The Good Sales Letter



The Good Sales Letter :




Consider now the good sales letter. It must proceed through certain steps. It must be based logically upon the principles of salesmanship. It must contain….


1. The opening, which wins the reader’s attention and prompts him to go farther into the letter.


2. Description and explanation, which gain his interest by picturing the proposition in his mind.


3. Argument or proof, which creates desire for the article you, has to sell by showing its value and advantages.


4. Persuasion, which draws the reader to your way of thinking by showing the adaptation of the article to his needs and his need of it now.


5. Inducement, which gives him a particular or extra reason for buying.


6. The climax or clincher, which makes it easy for the reader to order and prompts him to act at once.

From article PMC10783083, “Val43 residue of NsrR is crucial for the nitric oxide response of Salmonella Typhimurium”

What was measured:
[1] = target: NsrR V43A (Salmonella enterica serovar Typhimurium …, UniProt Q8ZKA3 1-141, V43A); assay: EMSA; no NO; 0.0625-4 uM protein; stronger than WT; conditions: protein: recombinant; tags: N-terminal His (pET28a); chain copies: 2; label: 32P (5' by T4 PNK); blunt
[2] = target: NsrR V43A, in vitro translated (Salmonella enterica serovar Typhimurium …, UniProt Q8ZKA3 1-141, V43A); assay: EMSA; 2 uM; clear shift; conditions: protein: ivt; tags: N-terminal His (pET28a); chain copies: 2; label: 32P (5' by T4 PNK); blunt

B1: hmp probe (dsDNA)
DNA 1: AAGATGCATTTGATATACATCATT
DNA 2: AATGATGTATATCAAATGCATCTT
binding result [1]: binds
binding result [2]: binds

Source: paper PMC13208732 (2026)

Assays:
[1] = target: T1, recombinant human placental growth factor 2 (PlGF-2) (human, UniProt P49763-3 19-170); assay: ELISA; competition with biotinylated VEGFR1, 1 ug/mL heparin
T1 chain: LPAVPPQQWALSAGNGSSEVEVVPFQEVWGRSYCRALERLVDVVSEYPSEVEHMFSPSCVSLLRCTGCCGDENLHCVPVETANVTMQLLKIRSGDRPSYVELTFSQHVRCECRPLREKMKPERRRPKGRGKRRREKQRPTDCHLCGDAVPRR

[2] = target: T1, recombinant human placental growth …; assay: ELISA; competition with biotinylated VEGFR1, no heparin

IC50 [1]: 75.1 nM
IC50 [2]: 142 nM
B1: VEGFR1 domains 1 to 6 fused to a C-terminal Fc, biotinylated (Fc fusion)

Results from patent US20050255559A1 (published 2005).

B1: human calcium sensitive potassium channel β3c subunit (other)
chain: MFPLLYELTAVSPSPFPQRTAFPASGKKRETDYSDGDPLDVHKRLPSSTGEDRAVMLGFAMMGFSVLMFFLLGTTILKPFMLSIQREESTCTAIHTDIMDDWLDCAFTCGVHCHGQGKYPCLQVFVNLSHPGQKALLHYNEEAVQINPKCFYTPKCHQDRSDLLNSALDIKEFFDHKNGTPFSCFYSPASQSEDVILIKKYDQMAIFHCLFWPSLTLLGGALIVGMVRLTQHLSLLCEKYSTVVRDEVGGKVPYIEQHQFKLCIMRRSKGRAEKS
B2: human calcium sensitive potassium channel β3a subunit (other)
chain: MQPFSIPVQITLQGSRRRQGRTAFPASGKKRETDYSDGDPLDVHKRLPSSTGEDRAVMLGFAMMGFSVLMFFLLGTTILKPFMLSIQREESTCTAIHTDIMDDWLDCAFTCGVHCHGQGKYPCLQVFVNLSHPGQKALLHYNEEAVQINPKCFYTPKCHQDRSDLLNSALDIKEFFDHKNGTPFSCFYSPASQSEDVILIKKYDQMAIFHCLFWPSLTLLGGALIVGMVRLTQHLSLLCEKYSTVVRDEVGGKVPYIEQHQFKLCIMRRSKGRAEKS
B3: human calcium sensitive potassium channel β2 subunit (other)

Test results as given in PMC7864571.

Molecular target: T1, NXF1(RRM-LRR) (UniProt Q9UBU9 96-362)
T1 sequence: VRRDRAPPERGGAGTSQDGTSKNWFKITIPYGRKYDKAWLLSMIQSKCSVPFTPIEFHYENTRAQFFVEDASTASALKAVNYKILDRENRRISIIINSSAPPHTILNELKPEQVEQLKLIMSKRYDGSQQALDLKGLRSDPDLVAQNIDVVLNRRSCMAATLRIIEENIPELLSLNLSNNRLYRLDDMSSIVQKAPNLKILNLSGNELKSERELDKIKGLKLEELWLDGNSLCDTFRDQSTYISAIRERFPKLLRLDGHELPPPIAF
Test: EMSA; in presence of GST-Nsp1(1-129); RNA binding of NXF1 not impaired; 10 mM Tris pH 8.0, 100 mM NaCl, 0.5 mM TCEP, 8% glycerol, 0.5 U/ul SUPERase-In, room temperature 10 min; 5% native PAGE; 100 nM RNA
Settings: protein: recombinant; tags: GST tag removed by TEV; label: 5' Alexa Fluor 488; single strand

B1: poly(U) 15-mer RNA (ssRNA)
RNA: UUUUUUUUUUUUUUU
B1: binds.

These elements may be taken, in fact, not only as the basis for the successful sales letter but of every good business letter. For a collection letter is only a form of salesmanship on paper - you are selling your man a settlement of his account. And a reply to a complaint is but another - you are selling your man satisfaction. Over the whole field of correspondence the same principle applies.


Of course the elements may not always appear in the exact order indicated, or always in the same proportion, but they are there - they must be there if the letter is to carry the right impression to the reader’s mind. A collection letter may consist largely of persuasion with a striking climax. The reply to a complaint letter may be principally explanation. The sales letter, naturally, follows the outline most closely and as it has come to play by far the largest part in business correspondence it is the sales letter and its construction that should be given chief attention.




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